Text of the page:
By Kristin Surak

The tea rite persists as probably the most evocative symbols of Japan. initially a hobby of elite warriors in premodern society, it was once later recast as a symbol of the trendy eastern kingdom, purely to be remodeled back into its present incarnation, mostly the pastime of middle-class housewives. How does the cultural perform of some come to symbolize a state as a whole?

Although few non-Japanese students have peered at the back of the partitions of a tea room, sociologist Kristin Surak got here to grasp the interior workings of the tea global over the process ten years of tea education. the following she bargains the 1st accomplished research of the perform that incorporates new fabric on its old adjustments, an in depth excavation of its institutional association, and a cautious exam of what she phrases "nation-work"—the hard work that connects the nationwide meanings of a cultural perform and the particular adventure and enactment of it. She concludes through putting tea rite in comparative point of view, drawing on different expressions of nation-work, corresponding to gymnastics and tune, in Europe and Asia.

Taking readers on a unprecedented trip into the elusive international of tea rite, Surak bargains an insightful account of the elemental methods of modernity—the paintings of constructing countries.

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Additional resources for Making Tea, Making Japan: Cultural Nationalism in Practice

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34 In traditional flower arrangement (ikebana) the blossoms are angled according to strict rules passed down within an iemoto-headed school, but only a handful of explicit dictates guide the placement of flowers in the tea ceremony (chabana). Practitioners, for the most part, do not attend separate classes to learn the skill, but simply pick up a feel for “good sense” through the accumulated experience of viewing such displays over time. Often it is the teacher who positions the flowers—sometimes a single bud in the colder months or a larger bouquet in the warmer ones—to ensure that the subtle arrangement is expertly accomplished.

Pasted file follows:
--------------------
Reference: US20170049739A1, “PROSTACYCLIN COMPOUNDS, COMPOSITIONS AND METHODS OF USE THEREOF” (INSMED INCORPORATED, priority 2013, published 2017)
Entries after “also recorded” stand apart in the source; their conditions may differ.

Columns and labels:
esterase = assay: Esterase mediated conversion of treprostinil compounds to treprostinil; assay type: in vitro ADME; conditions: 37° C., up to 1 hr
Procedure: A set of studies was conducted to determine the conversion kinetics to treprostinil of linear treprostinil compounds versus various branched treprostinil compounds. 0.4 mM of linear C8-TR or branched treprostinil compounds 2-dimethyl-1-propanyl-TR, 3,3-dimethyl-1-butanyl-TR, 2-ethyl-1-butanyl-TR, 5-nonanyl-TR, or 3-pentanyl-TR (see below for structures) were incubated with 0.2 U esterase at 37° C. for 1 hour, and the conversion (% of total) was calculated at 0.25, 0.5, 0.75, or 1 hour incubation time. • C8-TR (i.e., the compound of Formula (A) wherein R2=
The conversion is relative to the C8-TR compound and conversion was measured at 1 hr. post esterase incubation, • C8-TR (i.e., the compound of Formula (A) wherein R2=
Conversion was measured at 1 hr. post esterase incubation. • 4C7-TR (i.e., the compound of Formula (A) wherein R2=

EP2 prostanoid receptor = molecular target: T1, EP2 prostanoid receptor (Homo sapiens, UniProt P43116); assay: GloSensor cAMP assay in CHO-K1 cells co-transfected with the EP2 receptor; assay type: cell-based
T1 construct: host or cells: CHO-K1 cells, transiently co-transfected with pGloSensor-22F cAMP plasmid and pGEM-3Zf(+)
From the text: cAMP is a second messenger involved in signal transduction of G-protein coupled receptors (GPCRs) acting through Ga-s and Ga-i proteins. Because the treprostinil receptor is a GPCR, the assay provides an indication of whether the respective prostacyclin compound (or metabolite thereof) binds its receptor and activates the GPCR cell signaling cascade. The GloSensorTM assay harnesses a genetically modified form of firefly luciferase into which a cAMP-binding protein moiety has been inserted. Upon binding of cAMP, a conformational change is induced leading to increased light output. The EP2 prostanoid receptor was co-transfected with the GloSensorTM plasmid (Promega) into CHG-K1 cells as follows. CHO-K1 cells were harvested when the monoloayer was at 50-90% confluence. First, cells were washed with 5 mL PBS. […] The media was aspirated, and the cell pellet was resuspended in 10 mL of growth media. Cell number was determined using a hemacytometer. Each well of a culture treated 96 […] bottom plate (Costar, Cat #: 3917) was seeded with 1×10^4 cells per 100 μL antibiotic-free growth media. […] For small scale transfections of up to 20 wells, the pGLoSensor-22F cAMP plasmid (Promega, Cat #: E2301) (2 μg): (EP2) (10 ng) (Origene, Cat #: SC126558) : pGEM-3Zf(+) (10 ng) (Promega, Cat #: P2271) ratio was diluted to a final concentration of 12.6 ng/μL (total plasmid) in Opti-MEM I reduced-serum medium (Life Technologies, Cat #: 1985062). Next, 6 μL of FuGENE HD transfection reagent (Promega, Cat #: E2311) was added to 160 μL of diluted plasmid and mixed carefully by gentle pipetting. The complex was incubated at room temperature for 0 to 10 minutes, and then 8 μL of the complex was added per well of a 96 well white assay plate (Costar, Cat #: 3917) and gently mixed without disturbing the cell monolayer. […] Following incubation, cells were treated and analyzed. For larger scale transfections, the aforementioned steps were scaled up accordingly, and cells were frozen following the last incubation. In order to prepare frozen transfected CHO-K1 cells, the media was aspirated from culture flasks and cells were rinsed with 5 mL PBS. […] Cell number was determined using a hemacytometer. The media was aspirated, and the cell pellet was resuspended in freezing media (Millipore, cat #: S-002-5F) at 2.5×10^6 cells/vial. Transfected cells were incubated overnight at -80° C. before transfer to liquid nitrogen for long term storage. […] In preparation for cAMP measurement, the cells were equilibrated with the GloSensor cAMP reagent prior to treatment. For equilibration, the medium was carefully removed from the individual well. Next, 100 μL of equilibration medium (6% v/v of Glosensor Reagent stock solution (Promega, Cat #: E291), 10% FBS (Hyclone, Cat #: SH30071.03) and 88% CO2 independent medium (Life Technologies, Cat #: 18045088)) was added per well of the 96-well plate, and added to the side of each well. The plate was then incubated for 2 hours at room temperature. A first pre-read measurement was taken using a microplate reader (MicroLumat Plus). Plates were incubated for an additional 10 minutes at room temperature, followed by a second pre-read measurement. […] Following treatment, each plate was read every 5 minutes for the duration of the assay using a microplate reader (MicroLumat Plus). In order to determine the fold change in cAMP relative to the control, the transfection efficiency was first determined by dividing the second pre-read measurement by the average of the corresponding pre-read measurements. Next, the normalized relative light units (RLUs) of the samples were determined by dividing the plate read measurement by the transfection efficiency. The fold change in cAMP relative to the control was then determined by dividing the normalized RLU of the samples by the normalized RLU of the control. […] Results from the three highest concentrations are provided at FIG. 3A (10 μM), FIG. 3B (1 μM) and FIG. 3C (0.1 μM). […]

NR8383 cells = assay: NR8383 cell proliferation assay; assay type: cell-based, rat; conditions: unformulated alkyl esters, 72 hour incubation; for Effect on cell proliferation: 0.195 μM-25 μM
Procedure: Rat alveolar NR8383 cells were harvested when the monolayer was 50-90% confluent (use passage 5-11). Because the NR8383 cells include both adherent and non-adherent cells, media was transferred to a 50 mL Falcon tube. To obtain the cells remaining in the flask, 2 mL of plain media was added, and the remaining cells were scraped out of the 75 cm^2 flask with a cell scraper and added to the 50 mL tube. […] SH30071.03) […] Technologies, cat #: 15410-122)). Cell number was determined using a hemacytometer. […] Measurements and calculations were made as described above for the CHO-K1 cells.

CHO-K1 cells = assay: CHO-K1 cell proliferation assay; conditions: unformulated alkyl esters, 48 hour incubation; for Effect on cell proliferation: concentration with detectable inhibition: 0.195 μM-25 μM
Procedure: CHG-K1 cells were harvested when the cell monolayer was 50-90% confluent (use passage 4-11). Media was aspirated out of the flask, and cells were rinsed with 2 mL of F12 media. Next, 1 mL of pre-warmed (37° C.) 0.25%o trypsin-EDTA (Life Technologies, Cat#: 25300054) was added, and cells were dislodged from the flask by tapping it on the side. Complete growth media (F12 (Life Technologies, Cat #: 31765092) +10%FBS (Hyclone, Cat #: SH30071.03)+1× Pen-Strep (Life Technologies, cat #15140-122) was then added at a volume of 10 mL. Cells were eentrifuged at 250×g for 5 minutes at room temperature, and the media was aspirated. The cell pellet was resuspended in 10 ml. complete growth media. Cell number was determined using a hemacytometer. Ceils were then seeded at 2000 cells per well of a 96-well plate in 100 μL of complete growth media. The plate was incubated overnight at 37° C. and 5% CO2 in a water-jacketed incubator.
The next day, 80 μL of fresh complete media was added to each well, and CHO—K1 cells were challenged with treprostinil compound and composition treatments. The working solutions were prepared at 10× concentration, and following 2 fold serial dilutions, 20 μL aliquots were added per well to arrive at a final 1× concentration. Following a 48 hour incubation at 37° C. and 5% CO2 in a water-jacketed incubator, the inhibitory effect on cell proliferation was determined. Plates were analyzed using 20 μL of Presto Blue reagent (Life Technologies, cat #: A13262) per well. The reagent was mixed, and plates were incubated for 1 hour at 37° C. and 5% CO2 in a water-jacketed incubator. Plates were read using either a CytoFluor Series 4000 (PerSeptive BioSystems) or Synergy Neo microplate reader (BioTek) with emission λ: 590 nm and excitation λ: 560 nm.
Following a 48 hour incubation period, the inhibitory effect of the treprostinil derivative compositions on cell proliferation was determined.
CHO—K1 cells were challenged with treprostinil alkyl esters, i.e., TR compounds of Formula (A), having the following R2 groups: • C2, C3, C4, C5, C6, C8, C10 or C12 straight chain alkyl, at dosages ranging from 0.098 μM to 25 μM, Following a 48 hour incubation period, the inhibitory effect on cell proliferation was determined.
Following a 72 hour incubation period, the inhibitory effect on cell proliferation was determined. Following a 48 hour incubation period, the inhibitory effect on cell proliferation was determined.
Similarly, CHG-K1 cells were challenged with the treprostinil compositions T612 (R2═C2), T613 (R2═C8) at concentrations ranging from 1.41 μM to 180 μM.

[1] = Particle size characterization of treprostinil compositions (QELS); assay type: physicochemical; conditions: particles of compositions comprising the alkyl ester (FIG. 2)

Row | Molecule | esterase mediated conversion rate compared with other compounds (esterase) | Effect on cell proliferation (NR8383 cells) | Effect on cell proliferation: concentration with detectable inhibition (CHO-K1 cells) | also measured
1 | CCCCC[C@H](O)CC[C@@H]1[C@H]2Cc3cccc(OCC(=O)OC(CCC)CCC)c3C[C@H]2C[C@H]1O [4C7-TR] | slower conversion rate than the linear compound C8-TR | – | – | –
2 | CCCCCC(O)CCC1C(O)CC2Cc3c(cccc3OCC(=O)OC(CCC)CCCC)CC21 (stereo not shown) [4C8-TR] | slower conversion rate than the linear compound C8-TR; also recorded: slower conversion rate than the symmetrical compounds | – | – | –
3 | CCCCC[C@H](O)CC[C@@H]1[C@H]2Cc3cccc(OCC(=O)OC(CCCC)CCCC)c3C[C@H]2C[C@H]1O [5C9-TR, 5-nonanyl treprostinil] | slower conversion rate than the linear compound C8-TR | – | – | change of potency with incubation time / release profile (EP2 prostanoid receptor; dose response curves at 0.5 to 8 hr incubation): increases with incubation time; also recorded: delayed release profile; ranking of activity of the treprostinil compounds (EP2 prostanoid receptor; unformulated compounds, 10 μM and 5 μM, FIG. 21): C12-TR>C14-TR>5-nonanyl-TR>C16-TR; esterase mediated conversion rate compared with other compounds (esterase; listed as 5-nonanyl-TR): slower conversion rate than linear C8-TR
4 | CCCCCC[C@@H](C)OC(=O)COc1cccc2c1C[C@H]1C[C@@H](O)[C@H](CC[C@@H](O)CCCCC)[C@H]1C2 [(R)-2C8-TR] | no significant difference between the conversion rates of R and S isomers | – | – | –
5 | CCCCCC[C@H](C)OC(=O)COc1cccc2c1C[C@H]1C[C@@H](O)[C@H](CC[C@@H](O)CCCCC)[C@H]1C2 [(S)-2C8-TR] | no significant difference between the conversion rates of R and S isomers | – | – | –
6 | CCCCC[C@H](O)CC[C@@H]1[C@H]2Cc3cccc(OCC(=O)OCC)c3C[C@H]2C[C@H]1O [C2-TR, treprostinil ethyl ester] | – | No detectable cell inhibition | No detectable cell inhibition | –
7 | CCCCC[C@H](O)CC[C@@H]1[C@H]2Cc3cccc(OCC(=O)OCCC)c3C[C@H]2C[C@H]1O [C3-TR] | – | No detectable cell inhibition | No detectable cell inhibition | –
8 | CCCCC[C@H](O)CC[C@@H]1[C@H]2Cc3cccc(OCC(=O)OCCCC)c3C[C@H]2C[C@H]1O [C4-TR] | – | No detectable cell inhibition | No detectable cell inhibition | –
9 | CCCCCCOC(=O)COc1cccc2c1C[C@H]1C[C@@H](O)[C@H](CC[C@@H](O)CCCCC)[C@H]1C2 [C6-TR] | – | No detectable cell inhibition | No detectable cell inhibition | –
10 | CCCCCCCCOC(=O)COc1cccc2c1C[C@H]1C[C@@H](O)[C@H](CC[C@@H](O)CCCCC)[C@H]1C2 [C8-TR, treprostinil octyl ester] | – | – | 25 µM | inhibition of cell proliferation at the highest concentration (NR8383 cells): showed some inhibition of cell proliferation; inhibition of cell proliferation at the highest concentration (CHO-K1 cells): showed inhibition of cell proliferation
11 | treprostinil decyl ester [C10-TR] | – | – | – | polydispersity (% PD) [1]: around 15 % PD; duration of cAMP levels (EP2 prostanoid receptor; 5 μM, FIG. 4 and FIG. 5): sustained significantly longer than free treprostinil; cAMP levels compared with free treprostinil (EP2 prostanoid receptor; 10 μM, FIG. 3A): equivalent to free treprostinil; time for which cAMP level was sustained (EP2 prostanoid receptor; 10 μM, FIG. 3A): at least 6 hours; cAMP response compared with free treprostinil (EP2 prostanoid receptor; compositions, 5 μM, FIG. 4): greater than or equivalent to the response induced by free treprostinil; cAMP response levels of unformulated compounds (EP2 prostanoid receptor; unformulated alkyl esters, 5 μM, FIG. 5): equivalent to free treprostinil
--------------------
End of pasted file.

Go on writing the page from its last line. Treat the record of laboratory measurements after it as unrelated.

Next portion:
Thus even if not a typical example, this tea complex is a good example, for its seriousness—as well as that of the lessons that take place inside it—renders in sharper detail the ideal to which tea practice is held. Mushin’an is tucked away in Roppongi, one of Tokyo’s many hubs, known as a center for consulates and foreign businesses and as a popular nightlife district. Emerging from the subway, one is beset by ten-story highrises lining the street and an elevated highway blocking the sun. The megalithic Mori Building—symbol of the decadent Tokyo architecture planned during the economic bubble of the 1980s that combines shopping, working, and entertainment—beckons in one direction, and Tokyo Tower, a red steel TV transmission station inspired by Eiffel’s Parisian creation that serves as an architectural symbol of the city itself, guides the way to the tea room.

27 Yet the depth of this association goes beyond symbolic claims. The tatami mat floors, the earthen walls, the sliding paper doors stand out against the mundane modern architecture of everyday experience, yet they share commonalities with other locales seen as storehouses of tradition—such as temples or ryokan inns—that reinforce their Japaneseness. The exceptional ­materials, relative emptiness, and infrequent use of tea rooms define them as a space apart, where details and discrepancies catch the eye and afford a legibly Japanese experience to tea participants drawing on connections and contrasts beyond their immediate environment.

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